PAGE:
Here's what RFC says:
Since the SFPUC is facing large rate increases over the next several years, it was important to get a sense of the price elasticity of water demand in the service area. As part of this analysis, RFC analyzed the per capita consumption and commodity rate increases from FY 1994 through FY 2007. Using only the commodity rate increase is imperfect, but is the best use of the historical information available.They go on to estimate (by fitting a line between rate changes and changes in use) that total price elasticity is -0.08, which is MUCH lower than the -0.40 to -0.70 range that I have seen here, there and everywhere...
As RFC admits, "attributing all changes in consumption to changes in rates is questionable" but they then go on to commit the sin of all time, i.e., "we cannot recommend factoring in reduced consumptions to accompany the proposed rate increases," i.e., do not consider how price will affect demand when calculating the impact of higher rates!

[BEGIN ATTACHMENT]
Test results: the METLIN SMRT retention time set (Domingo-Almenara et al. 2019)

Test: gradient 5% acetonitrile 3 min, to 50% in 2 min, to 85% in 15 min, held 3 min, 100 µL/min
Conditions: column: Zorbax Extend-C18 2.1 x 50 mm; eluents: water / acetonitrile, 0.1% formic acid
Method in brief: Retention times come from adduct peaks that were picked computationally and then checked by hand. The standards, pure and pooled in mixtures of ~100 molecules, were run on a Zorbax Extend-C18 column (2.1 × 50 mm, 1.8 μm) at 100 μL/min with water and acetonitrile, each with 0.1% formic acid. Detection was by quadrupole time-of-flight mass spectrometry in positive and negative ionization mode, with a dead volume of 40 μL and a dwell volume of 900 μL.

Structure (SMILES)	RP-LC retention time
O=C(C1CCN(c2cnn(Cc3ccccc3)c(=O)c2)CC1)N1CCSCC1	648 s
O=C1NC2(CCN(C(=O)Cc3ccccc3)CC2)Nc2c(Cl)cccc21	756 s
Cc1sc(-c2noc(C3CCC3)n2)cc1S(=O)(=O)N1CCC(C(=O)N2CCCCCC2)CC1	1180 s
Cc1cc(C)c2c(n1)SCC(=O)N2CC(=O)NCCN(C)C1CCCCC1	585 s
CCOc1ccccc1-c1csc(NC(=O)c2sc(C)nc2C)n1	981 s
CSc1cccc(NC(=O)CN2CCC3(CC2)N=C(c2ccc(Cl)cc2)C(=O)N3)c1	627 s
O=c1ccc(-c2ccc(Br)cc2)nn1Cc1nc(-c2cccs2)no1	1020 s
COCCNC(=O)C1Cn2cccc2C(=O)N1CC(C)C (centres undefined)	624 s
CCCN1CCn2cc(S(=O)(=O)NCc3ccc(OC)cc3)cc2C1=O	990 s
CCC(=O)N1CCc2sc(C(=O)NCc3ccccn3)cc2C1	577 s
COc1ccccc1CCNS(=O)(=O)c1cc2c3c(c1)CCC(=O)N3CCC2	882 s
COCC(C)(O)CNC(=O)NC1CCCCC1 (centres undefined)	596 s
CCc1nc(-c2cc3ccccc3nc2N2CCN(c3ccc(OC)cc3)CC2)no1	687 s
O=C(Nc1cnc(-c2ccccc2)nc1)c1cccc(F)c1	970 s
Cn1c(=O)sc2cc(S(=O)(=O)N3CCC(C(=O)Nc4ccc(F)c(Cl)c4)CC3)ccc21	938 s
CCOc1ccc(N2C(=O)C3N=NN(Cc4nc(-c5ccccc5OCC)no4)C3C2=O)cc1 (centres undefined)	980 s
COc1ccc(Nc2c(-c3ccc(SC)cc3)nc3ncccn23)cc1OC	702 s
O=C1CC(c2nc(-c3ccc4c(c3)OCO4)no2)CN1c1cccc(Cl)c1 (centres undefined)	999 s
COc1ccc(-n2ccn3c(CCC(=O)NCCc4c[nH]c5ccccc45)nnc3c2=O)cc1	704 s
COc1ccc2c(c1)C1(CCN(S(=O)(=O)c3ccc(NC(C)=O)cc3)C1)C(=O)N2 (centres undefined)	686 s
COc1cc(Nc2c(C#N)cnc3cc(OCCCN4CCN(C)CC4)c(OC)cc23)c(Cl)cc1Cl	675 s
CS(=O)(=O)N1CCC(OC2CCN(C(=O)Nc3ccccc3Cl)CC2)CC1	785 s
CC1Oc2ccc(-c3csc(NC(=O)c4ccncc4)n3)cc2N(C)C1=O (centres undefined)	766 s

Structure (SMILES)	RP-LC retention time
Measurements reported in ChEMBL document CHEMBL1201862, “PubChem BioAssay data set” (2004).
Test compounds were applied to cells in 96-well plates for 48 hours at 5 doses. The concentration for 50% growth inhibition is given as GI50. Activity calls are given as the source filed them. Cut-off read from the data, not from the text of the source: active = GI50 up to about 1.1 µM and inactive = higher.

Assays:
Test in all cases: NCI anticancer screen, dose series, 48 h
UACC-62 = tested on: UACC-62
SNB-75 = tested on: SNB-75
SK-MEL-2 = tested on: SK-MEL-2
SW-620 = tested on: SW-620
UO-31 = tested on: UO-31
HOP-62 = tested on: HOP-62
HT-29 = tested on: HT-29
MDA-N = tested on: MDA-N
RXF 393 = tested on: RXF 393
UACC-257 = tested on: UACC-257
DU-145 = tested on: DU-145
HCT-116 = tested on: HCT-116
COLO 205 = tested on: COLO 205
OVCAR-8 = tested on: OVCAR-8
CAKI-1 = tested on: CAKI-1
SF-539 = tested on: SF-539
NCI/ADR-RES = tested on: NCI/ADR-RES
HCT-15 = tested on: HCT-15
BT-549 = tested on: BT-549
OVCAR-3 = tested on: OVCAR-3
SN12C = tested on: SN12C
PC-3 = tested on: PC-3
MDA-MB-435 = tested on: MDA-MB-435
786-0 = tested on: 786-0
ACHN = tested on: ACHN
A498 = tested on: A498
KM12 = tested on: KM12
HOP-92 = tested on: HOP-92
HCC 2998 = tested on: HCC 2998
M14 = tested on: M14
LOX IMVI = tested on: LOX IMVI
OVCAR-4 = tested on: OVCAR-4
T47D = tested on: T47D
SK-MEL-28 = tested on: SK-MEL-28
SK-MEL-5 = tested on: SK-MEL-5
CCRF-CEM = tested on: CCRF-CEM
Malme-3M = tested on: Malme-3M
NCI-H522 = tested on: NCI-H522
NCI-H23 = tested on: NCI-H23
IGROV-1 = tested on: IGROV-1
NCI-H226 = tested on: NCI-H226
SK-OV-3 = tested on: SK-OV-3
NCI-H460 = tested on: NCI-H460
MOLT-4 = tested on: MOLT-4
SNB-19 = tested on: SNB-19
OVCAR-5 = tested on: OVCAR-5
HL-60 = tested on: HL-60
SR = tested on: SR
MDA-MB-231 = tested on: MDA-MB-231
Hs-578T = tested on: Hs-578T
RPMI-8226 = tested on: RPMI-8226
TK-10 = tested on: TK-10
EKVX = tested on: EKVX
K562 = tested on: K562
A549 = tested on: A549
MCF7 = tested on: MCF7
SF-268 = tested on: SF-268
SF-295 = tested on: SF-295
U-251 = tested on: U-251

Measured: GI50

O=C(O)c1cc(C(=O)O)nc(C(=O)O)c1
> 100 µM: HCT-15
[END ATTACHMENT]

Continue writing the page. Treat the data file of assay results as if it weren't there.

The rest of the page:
Excuse me, but the lack of evidence of an impact of higher rates on demand does NOT invalidate the law of demand.
As RFC admits, their "analysis" omits economic conditions and weather patterns, but it also omits important factors such as income (we spend a tiny portion of our income on water bills), block rates, billing frequency, etc.
I would give an undergraduate who produced this "analysis" -- especially considering its weak economics -- a grade of D.
Bottom Line: I hope that SFPUC got this report for free, since it's worth nothing.